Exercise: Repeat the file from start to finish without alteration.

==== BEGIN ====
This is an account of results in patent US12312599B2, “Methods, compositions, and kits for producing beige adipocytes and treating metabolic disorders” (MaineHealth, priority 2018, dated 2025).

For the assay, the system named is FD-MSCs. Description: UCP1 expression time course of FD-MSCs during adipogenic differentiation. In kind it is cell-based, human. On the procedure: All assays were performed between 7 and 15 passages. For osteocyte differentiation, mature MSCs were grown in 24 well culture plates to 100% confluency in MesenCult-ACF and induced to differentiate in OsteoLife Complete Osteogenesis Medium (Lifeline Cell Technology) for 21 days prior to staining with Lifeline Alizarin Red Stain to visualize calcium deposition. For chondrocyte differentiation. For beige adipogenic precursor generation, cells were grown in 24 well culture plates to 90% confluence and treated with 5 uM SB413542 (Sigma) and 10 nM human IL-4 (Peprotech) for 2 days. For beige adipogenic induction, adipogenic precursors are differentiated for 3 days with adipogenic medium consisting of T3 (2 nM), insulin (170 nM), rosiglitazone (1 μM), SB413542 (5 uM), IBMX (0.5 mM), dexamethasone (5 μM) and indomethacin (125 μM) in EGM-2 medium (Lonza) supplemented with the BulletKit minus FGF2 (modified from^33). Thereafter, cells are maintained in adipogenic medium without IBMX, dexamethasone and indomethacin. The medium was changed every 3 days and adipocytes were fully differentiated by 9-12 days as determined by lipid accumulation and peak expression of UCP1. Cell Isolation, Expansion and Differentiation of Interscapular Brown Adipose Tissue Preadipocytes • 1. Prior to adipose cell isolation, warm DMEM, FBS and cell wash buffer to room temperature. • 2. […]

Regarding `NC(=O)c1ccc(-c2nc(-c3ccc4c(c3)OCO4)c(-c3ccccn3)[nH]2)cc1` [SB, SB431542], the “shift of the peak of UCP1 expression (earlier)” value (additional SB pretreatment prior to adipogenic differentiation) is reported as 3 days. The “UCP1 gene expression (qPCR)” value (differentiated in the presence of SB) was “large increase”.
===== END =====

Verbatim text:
This is an account of results in patent US12312599B2, “Methods, compositions, and kits for producing beige adipocytes and treating metabolic disorders” (MaineHealth, priority 2018, dated 2025).

For the assay, the system named is FD-MSCs. Description: UCP1 expression time course of FD-MSCs during adipogenic differentiation. In kind it is cell-based, human. On the procedure: All assays were performed between 7 and 15 passages. For osteocyte differentiation, mature MSCs were grown in 24 well culture plates to 100% confluency in MesenCult-ACF and induced to differentiate in OsteoLife Complete Osteogenesis Medium (Lifeline Cell Technology) for 21 days prior to staining with Lifeline Alizarin Red Stain to visualize calcium deposition. For chondrocyte differentiation. For beige adipogenic precursor generation, cells were grown in 24 well culture plates to 90% confluence and treated with 5 uM SB413542 (Sigma) and 10 nM human IL-4 (Peprotech) for 2 days. For beige adipogenic induction, adipogenic precursors are differentiated for 3 days with adipogenic medium consisting of T3 (2 nM), insulin (170 nM), rosiglitazone (1 μM), SB413542 (5 uM), IBMX (0.5 mM), dexamethasone (5 μM) and indomethacin (125 μM) in EGM-2 medium (Lonza) supplemented with the BulletKit minus FGF2 (modified from^33). Thereafter, cells are maintained in adipogenic medium without IBMX, dexamethasone and indomethacin. The medium was changed every 3 days and adipocytes were fully differentiated by 9-12 days as determined by lipid accumulation and peak expression of UCP1. Cell Isolation, Expansion and Differentiation of Interscapular Brown Adipose Tissue Preadipocytes • 1. Prior to adipose cell isolation, warm DMEM, FBS and cell wash buffer to room temperature. • 2. […]

Regarding `NC(=O)c1ccc(-c2nc(-c3ccc4c(c3)OCO4)c(-c3ccccn3)[nH]2)cc1` [SB, SB431542], the “shift of the peak of UCP1 expression (earlier)” value (additional SB pretreatment prior to adipogenic differentiation) is reported as 3 days. The “UCP1 gene expression (qPCR)” value (differentiated in the presence of SB) was “large increase”.